SOL: Is online democracy a reality?
Finally... true democracy has arrived that uses modern communication tools. http://senatoronline.com.auIt's called Senator Online (or SOL) and it's a special breed of political party with almost no fat of its own. It has no opinions of its own, no real power of its own, and a rigorously transparent administration. Essentially it exists to be a proxy for all enrolled citizens of Australia who choose to participate (in a strictly egalitarian manner) in SOL's Internet platform.
What? It's an example of what technocrats call "electronic direct democracy (EDD)" or "e-government" and so far I haven't seen one mainstream media article talking about it; even bloggers have only briefly mentioned it (correct me if wrong). So this is an attempt to analyse the idea a little.
SOL is meant to simply be a proxy for a single person's single vote to apply to any Australian Senate decisions or activities which is likely to gain the interest of more than just a fringe of Internet hardcore aficionados. There is a contract made by each SOL senator binding him or her to vote according to the interests of SOL's registered members (presumably any enrolled citizen whose name and address can be verified; presumably it doesn't cost anything either).
You vote for your state or territory's SOL senate candidate(s). If the SOL candidate fails to get a spot in the senate then your state or territory's participation in SOL presumably has no impact on senate decisions. But if they are elected, then for any bill you can vote for or against it. When the citizen vote reaches a quorum and has a majority of at least 70% the senator casts that vote in the senate proper. Failure to attain a quorum or a majority of 70% would mean the senator is obliged to abstain from voting.
You can examine the FAQ page of SOL's website to try and gauge whether it could really work. Barring a few important concerns I had, I'm optimistic that it can! When I first checked out the website, no senate candidates had put up their hands but now 5 states have candidates. It's not too crazy to imagine a SOL candidate could be elected in a couple of states, particularly if SOL gets its act together and gets 2 candidates for each state so voters can vote above the line.
What a revolution if it takes off! Not to mention that it could be a valid alternative opinion polling mechanism with a large enough uptake.
Now for the important concerns... and I'll be emailing this post to SOL to seek answers. Aussies, skip the green text.
A quick primer for international readers: you may be interested to know that when Australia was federated about 106 years ago, the senate was designed with the idea in mind that there would be equal representation for each state, regardless of the population and geographic location of each state (similar to the US senate, but not the Canadian senate or the British House of Lords). So there are 12 senators from each state, who serve staggered 6 year terms in two groups of 6, and 2 from each territory, who serve 3 year terms. Thus there are 6 new senators per state and 2 new senators per territory following each federal election.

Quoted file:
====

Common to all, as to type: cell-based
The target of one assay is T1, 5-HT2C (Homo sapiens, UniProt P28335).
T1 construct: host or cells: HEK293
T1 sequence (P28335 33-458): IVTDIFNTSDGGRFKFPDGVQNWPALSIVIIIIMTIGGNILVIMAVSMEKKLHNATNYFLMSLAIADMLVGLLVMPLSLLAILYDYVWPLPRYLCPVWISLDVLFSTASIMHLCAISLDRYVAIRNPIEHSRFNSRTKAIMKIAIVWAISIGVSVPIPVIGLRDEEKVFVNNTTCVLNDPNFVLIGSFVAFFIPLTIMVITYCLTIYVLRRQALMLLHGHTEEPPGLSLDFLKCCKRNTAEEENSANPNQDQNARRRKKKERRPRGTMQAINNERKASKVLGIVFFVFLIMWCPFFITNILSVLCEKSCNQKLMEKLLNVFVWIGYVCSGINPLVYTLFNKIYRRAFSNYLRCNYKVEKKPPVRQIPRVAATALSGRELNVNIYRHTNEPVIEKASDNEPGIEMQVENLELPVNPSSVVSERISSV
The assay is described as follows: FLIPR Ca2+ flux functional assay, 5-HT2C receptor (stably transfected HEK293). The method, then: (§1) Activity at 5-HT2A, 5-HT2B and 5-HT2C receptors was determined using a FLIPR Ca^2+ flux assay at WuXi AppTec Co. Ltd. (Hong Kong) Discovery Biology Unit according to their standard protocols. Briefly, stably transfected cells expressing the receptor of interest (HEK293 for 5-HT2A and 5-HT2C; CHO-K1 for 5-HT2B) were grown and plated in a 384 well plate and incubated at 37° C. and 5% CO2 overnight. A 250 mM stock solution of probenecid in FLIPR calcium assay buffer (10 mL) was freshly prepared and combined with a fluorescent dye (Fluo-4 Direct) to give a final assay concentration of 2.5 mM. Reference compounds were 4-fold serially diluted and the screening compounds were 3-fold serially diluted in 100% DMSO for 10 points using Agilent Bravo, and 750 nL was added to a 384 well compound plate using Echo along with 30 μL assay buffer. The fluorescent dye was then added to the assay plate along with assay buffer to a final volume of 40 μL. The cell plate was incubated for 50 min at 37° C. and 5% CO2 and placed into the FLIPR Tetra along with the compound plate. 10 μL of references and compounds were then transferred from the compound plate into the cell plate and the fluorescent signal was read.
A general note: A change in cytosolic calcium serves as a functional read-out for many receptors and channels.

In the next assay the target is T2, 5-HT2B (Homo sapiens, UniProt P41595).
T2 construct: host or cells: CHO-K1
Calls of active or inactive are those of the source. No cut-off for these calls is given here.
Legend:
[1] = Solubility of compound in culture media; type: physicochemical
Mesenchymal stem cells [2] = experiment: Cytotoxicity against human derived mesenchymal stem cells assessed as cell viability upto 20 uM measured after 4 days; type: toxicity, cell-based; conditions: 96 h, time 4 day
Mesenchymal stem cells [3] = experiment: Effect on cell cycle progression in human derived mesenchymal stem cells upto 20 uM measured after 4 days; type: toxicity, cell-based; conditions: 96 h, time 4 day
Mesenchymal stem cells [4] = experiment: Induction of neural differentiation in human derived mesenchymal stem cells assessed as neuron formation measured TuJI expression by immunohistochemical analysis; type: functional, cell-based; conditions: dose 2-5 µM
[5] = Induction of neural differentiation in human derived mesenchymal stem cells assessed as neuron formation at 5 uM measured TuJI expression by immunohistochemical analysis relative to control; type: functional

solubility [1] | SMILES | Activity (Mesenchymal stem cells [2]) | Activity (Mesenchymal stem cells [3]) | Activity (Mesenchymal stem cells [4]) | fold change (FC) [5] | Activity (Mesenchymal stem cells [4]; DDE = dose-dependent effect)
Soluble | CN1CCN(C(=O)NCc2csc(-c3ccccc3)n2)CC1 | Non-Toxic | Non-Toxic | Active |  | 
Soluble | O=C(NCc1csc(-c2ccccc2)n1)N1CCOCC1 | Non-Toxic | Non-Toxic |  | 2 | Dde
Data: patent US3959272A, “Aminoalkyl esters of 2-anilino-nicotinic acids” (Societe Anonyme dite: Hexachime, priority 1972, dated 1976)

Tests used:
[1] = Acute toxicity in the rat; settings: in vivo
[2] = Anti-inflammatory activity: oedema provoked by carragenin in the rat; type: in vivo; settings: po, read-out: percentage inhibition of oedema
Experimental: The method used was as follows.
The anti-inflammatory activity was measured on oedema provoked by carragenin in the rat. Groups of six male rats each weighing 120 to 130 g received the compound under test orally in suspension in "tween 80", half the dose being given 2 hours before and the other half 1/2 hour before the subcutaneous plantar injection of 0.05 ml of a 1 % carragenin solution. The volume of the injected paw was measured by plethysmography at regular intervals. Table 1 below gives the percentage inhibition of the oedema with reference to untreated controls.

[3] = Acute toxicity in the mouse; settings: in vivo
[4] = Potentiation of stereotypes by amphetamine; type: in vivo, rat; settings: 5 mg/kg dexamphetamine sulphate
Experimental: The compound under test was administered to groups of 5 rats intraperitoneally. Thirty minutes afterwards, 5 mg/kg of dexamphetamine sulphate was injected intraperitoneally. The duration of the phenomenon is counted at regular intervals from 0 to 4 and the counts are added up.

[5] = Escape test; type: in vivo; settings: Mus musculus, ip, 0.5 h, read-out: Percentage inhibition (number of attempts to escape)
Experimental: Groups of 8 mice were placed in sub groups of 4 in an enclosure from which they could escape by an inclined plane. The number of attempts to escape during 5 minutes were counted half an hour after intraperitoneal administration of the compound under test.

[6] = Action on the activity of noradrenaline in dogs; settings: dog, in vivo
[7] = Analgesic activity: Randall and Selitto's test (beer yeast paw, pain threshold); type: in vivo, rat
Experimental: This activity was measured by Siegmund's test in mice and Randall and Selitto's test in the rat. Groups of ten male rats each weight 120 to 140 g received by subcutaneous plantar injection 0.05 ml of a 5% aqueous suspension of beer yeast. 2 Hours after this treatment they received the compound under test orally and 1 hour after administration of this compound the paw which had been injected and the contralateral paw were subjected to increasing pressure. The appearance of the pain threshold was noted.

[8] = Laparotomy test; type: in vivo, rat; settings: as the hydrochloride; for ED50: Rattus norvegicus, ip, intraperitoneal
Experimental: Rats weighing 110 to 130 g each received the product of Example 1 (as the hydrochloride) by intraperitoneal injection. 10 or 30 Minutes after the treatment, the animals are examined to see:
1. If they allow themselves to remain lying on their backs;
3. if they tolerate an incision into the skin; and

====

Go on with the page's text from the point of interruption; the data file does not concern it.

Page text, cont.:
The other thing you non-Aussies need to know is that it is compulsory for citizens to enrol (on the electoral roll) and it is compulsory for all enrolled citizens to vote, which equates to a voting population of almost the same size as the actual population.
Concern #1: Have to get SOL candidates elected
Unfortunately, there is little explanation of what will pan out on a state by state basis. From the explanations given on the FAQ page so far, there is an implication that SOL exists as 8 discrete units to account for different SOL actions in each of the 6 states and 2 territories. For starters, if there is no senate candidate for a particular state or territory or there is a candidate but he/she doesn't get elected SOL is useless for residents of the entire state or territory. This is not really any different to any other political party, but SOL can't offer nation-wide direct democracy as promised without outdoing the other minor parties on this point.
Having to vote below the line will make it much harder for SOL candidates to be elected. Regardless, I think that there is a real value in asking all enrolled citizens to vote via SOL anyway in the interest of being able to collect statistics on people's opinions at a national level for free, but that is a separate discussion.
Concern #2: The 100,000 quorum
My greatest concern is with SOL's quorum rule, which is not only ambiguous but, whichever way the ambiguity falls, unfairly advantaging the larger states over smaller (and all states over territories).
The answer to question #4 in the FAQ states: